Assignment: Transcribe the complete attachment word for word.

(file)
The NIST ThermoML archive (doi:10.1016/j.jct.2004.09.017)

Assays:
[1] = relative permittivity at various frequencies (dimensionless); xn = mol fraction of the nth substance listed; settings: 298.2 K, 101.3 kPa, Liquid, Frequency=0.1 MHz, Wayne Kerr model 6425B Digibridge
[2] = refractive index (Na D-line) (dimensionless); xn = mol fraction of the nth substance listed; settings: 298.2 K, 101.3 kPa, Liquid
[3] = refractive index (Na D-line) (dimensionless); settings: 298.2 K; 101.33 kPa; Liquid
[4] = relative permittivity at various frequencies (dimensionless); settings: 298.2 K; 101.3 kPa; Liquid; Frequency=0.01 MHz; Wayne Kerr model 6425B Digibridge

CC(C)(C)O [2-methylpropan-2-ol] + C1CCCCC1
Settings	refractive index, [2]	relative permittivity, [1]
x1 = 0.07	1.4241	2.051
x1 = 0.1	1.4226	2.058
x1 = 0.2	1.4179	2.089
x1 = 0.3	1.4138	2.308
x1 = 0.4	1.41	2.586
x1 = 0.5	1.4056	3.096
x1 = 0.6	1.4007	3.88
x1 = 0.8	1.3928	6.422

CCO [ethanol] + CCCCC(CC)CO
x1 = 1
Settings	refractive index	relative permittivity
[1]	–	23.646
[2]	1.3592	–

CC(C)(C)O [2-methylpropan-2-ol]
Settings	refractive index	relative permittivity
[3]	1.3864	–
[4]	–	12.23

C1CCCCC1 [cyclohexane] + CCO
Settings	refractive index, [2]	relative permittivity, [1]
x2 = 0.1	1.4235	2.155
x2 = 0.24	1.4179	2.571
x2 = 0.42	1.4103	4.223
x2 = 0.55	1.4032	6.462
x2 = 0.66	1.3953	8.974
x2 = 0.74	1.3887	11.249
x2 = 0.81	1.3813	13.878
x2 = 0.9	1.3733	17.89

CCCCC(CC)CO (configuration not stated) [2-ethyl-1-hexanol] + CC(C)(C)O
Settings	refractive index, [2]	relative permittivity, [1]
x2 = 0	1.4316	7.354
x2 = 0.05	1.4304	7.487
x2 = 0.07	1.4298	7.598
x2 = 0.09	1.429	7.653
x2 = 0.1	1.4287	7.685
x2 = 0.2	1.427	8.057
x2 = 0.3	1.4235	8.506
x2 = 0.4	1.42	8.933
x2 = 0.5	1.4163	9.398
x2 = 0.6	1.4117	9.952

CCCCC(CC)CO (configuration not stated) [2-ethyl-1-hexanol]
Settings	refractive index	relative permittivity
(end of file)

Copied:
The NIST ThermoML archive (doi:10.1016/j.jct.2004.09.017)

Assays:
[1] = relative permittivity at various frequencies (dimensionless); xn = mol fraction of the nth substance listed; settings: 298.2 K, 101.3 kPa, Liquid, Frequency=0.1 MHz, Wayne Kerr model 6425B Digibridge
[2] = refractive index (Na D-line) (dimensionless); xn = mol fraction of the nth substance listed; settings: 298.2 K, 101.3 kPa, Liquid
[3] = refractive index (Na D-line) (dimensionless); settings: 298.2 K; 101.33 kPa; Liquid
[4] = relative permittivity at various frequencies (dimensionless); settings: 298.2 K; 101.3 kPa; Liquid; Frequency=0.01 MHz; Wayne Kerr model 6425B Digibridge

CC(C)(C)O [2-methylpropan-2-ol] + C1CCCCC1
Settings	refractive index, [2]	relative permittivity, [1]
x1 = 0.07	1.4241	2.051
x1 = 0.1	1.4226	2.058
x1 = 0.2	1.4179	2.089
x1 = 0.3	1.4138	2.308
x1 = 0.4	1.41	2.586
x1 = 0.5	1.4056	3.096
x1 = 0.6	1.4007	3.88
x1 = 0.8	1.3928	6.422

CCO [ethanol] + CCCCC(CC)CO
x1 = 1
Settings	refractive index	relative permittivity
[1]	–	23.646
[2]	1.3592	–

CC(C)(C)O [2-methylpropan-2-ol]
Settings	refractive index	relative permittivity
[3]	1.3864	–
[4]	–	12.23

C1CCCCC1 [cyclohexane] + CCO
Settings	refractive index, [2]	relative permittivity, [1]
x2 = 0.1	1.4235	2.155
x2 = 0.24	1.4179	2.571
x2 = 0.42	1.4103	4.223
x2 = 0.55	1.4032	6.462
x2 = 0.66	1.3953	8.974
x2 = 0.74	1.3887	11.249
x2 = 0.81	1.3813	13.878
x2 = 0.9	1.3733	17.89

CCCCC(CC)CO (configuration not stated) [2-ethyl-1-hexanol] + CC(C)(C)O
Settings	refractive index, [2]	relative permittivity, [1]
x2 = 0	1.4316	7.354
x2 = 0.05	1.4304	7.487
x2 = 0.07	1.4298	7.598
x2 = 0.09	1.429	7.653
x2 = 0.1	1.4287	7.685
x2 = 0.2	1.427	8.057
x2 = 0.3	1.4235	8.506
x2 = 0.4	1.42	8.933
x2 = 0.5	1.4163	9.398
x2 = 0.6	1.4117	9.952

CCCCC(CC)CO (configuration not stated) [2-ethyl-1-hexanol]
Settings	refractive index	relative permittivity